Thursday, February 28, 2008

Gnocchi like we had in Italy, step by step. And a video clip from our trip.


Greg and I recently traveled through Italy for three weeks. I ordered gnocchi half a dozen times. Five out of six times, what arrived at our table had clearly originated from a vacuum-packed, commercial gnocchi supplier...and with good reason. A batch of fresh gnocchi can take up to an hour to prepare.

At one point in our journey, we found ourselves in the charming and non-touristy town of Padova, AKA Padua, just outside of Venice (see video above - three weeks footage of our trip, and it took me almost a year to pots one clip!). After a long day of traveling in cold, drenching rain, we stumbled into a little inn that was a block from our hotel. Greg eagerly ordered the spicy clam linguini, and I hesitantly pointed to the gnocchi. The spicy linguini was the best we had on the trip (or ever since), and the gnocchi were amazing: sized like scallops and drenched in an artichoke puree, I felt like I was eating light, pillowy clouds. Commercial gnocchi are not exactly better or worse, they're just different. At least once, it's worth the time to try making gnocchi at home!

Recipe credit to Heidi at 101 Cookbooks

Photo credit to Greg, somewhere in Domestic Bliss (?) , CT


1. Slice two large russet potatoes. Bring to a boil, cover, and cook until a knife inserted in the center slides out easily. Alternately, bake the potatoes. Peel and let cool for a moment.


2. Push the potatoes through a ricer


3. Mound the potato shavings and make an indent in the center, in which you should place 1/2 to 1 well-beaten egg. Sift 3/4-1 cup flour on top.


4. Knead the dough lightly, adding extra sprinkles of flour as necessary (up to an additional 1/4 cup). The dough should not be sticky, but it should feel light, soft, and a little pillowy. Like Play-doh. If you can roll it into tubes without it sticking to the board, it's firm enough; feel free to add more flour to make it firmer.


5. Roll sections of dough into logs


6. Cut the logs to the desired size


7. Form the gnocchi. Drop into salted boiling water and cook until they float to the top. Gnocchi are best served with thin, clingy sauces (eg, herby pesto, a non-chunky marinara, brown butter and sage, or something creamy).

A note on how to form gnocchi: using a gnocchi board (picture), or the tines of a fork, lightly press the gnocchi to form ridges. Method (a), in the photo above, I used my index finger to create ridges on one half and smoosh the other side into a orochietti shape. Method (b), use the palm of your hand to quickly roll a segment of dough down the board. The dough turns into a tube (gemelli shape) , and this is how I made all of the gnocchi pictured at the top. Alternately, refrigerate large tubes (1" diam) and slice with a knife into scallop sized pieces.


Would you believe me if I said these gnocchi were too pillowy? These gnocchi were so soft that they lacked definite bite, and they didn't quite hold up to the quick red sauce I prepared. Slicing the gnocchi into large, scallop sized pieces about 1" around cured that problem. Alternately, and probably a better option, add a full egg (I only added half of one) and a little extra flour to create a firmer dough. This will make the gnocchi much easier to work with. Test a few pieces of gnocchi in boiling water as you go in order to find the right size gnocchi or amount of flour (this is really the only way to be sure you like the texture).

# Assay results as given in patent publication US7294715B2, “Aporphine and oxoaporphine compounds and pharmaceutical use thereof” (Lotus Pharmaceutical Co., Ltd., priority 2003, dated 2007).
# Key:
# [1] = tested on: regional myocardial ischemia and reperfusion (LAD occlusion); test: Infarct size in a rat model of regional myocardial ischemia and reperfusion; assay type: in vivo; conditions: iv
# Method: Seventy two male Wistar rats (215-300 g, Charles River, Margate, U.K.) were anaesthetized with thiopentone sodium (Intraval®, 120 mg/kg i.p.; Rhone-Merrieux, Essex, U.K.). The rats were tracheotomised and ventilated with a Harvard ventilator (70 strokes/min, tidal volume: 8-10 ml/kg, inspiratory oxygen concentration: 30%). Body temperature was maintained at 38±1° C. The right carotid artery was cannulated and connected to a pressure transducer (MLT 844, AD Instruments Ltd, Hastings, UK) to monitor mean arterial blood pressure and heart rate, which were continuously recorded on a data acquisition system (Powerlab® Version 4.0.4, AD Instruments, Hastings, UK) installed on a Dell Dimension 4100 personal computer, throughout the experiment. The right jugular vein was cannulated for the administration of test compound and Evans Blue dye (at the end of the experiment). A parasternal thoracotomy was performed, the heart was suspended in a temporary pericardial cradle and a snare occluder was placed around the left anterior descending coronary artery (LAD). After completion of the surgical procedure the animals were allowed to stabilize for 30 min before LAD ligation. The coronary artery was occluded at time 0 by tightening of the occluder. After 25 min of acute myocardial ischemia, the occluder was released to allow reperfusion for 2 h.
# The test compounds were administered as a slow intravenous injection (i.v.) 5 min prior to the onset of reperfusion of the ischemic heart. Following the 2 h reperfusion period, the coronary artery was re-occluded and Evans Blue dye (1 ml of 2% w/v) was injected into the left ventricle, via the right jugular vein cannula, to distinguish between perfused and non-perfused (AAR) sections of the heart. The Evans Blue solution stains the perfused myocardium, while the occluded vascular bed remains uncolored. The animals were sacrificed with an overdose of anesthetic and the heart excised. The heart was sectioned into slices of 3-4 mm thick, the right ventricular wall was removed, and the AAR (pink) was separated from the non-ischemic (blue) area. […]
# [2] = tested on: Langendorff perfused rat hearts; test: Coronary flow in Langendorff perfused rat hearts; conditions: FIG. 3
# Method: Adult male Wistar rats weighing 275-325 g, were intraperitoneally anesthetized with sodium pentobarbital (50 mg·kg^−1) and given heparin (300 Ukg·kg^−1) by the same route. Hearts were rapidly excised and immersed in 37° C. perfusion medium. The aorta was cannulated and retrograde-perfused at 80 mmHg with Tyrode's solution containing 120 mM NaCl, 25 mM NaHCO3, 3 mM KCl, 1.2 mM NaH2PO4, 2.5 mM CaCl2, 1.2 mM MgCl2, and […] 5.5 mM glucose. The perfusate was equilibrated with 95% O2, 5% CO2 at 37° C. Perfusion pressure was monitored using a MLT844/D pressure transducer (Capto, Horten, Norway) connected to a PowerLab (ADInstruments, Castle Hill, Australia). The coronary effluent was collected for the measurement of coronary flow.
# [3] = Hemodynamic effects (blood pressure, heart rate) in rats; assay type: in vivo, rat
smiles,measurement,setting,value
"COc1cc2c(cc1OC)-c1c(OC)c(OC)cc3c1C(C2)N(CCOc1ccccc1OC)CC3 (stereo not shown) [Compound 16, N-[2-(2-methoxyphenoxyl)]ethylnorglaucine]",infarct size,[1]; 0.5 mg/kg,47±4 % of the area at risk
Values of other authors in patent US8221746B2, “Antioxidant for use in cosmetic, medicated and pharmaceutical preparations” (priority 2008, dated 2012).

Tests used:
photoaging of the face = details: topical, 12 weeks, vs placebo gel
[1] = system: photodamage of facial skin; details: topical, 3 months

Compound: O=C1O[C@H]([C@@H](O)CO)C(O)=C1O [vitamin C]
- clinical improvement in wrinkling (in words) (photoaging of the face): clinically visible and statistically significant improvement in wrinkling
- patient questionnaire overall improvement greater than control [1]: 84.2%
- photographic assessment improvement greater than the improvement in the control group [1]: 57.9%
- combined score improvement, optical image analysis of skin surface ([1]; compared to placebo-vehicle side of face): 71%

Anonymous said...

Yum -- this looks delicious. Gnocchi's one of my favorites, though it definitely has to be fresh. Thanks for the recipe!

Jessy and her dog Winnie said...

Those look really cool! I just recently posted about making gnocchi. Yours looks prettier. lol.

Anonymous said...

I found your blog through Smitten Kitchen, and am just salavating at the beautiful yummy looking foods.

I almost don't want to go out of town this weekend so I can stay home and cook!

Anonymous said...

Yes exactly, in some moments I can phrase that I jibe consent to with you, but you may be inasmuch as other options.
to the article there is quiet a definitely as you did in the downgrade issue of this demand video editor ?
I noticed the catch-phrase you have in the offing not used. Or you partake of the dreary methods of inspiriting of the resource. I suffer with a week and do necheg

Anonymous said...

Hey guys,
I'm considering getting a best USB flash drive for my Windows Xp Ready Boost function, while I don't know which brand to purchase.
My worry is about the quality of these USB flash drives for I've experienced losing my data before. Even the [url=]usb flash drive device[/url] among the reviews I chose done well most time, after an infection all the data was missing.
Current, I would like to get a new flash drive whilst I really don't want to lose my own data anymore.
What's the USB flash drive device do you think is the most efficient?
I would appreciate it a lot if you can recommend a good one.
Thanks in advance.

Anonymous said...

He гuns ѕucсessful tеchnοlοgу compаny Outѕоurcеry busineѕs which sold part of its stratеgic hardware.

Also visit mу web-ѕite - internet marketing consultants

Anonymous said...

They were then joined by seven British Olympic heroes long jumper Lynn Davies, 70,
swimmer Duncan Goodhew, 55, Dame Kelly Holmes,
42, Dame Mary Peters, 73, sailor Shirley Robertson, 44, Daley Thompson, 53, and Redgrave.
Add some double-sided tape to the back. Congressman But whatever they're called, the annual show of force is guaranteed to get a hoof print on a home computer to keep fairy-loving girls busy for an afternoon.

my weblog; video game coupons